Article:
I could be wrong about that, but I have read articles that point to that as a possibility, and I have heard people speak of something like that taking place. It wouldn't surprise me to learn there was an element of that in Trump's silent victory.

But I continue to believe that historical voting patterns offered significantly more clues to people that something like this was going to happen.

A couple of months ago, I wrote a post on this blog about states that I saw as up for grabs based on whether they gave Barack Obama or Mitt Romney 53% or less of the popular vote. Those states, I wrote, were candidates for flipping party allegiance in the general election — even if they had voted for one party for several election cycles.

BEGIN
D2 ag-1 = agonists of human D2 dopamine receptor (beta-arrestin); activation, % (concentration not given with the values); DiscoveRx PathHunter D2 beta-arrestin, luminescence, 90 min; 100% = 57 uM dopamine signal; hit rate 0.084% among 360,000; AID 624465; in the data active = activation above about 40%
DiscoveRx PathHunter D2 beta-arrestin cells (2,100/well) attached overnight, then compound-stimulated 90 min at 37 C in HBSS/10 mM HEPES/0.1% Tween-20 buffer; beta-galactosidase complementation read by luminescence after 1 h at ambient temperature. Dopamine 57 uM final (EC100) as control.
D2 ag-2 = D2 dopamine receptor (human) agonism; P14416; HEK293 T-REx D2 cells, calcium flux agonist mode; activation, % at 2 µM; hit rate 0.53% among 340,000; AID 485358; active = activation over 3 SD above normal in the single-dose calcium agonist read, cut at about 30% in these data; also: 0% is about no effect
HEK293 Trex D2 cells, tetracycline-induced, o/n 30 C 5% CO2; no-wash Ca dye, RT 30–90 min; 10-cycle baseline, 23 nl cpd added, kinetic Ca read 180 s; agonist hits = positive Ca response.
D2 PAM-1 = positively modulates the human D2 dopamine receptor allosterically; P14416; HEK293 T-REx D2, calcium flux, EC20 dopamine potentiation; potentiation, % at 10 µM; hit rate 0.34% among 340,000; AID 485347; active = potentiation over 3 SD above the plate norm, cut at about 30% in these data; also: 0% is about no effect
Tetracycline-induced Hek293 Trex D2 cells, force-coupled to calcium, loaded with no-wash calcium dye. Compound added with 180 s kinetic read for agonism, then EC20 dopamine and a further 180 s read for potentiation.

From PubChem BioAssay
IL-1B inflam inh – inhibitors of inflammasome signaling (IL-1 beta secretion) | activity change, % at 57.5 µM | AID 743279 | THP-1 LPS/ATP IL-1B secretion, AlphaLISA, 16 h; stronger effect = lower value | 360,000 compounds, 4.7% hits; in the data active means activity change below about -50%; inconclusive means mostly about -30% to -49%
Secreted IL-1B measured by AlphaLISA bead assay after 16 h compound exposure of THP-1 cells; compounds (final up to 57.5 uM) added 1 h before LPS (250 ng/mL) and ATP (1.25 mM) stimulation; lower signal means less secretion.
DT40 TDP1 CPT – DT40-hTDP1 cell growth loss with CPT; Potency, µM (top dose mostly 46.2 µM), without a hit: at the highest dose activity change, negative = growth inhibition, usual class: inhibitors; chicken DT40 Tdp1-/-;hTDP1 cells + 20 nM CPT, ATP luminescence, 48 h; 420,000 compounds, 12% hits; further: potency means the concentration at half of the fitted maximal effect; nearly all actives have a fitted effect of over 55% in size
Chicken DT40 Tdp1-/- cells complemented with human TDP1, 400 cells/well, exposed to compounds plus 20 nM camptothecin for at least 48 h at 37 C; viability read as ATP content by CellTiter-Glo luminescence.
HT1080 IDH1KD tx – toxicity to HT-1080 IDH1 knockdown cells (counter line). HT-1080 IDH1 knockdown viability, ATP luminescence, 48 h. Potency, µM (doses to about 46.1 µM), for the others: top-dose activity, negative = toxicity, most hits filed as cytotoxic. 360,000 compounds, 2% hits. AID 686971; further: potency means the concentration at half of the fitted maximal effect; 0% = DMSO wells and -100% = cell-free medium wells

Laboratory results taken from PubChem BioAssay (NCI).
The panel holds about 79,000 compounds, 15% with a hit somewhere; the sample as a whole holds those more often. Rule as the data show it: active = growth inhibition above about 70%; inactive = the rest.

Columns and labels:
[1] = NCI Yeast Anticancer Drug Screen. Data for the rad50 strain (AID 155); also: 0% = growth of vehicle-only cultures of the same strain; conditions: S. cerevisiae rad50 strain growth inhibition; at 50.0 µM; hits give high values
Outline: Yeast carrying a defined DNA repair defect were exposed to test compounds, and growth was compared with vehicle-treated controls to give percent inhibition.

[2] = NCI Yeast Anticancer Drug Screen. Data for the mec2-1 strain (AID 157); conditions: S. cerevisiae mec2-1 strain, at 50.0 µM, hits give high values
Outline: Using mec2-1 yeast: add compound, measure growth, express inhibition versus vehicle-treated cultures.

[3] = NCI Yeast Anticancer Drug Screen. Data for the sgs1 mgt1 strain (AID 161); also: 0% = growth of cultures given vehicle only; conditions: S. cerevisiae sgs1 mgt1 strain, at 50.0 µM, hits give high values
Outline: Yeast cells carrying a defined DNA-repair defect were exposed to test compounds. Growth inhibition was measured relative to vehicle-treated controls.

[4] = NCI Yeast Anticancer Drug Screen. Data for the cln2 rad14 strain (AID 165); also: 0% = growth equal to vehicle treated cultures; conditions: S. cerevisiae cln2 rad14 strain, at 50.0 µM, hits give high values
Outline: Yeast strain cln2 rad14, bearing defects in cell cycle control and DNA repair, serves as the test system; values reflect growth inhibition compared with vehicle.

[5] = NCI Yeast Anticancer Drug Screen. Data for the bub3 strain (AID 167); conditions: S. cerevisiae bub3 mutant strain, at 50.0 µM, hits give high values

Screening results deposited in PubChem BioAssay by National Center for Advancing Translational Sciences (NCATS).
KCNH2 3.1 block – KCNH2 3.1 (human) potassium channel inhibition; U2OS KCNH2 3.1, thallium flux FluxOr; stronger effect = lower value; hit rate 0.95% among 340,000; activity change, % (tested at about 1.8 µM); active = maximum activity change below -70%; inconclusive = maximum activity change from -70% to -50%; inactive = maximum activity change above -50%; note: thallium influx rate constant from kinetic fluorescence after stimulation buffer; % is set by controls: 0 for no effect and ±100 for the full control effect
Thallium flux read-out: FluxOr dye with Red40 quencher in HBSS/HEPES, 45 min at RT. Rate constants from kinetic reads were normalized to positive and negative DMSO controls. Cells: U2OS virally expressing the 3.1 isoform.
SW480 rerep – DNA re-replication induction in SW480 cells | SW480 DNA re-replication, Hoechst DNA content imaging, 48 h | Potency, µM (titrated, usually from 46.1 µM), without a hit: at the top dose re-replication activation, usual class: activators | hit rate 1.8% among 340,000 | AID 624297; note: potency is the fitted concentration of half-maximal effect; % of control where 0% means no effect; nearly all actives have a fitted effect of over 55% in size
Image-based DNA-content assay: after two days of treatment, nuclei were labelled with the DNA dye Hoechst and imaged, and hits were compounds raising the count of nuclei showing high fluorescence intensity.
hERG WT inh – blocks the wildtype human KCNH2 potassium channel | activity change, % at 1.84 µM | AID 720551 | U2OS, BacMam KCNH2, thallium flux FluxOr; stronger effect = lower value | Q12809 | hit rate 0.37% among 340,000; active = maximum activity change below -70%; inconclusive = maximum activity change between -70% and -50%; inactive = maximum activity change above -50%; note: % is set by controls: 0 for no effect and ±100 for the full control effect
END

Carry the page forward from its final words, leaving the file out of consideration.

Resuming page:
For example, I wrote that Pennsylvania's 20 electoral votes were at risk for Democrats, who hadn't lost the state since 1988. I didn't have to hear stories about how blue–collar workers there were suffering under adverse trade agreements. I looked at recent election returns. In 2008, Obama carried the state with more than 54% of the vote, a popular vote margin of more than 600,000. Four years later, he carried Pennsylvania again in his successful re–election campaign, but the margin was cut in half and his share of the vote was just over 51%.

Even with an incumbent on the ballot Democrats were losing altitude in 2012, and the results of the midterm elections of 2014 indicated that they were still losing altitude in spite of Obama's personal popularity. On election night, Trump beat Clinton in Pennsylvania by more than 65,000 votes.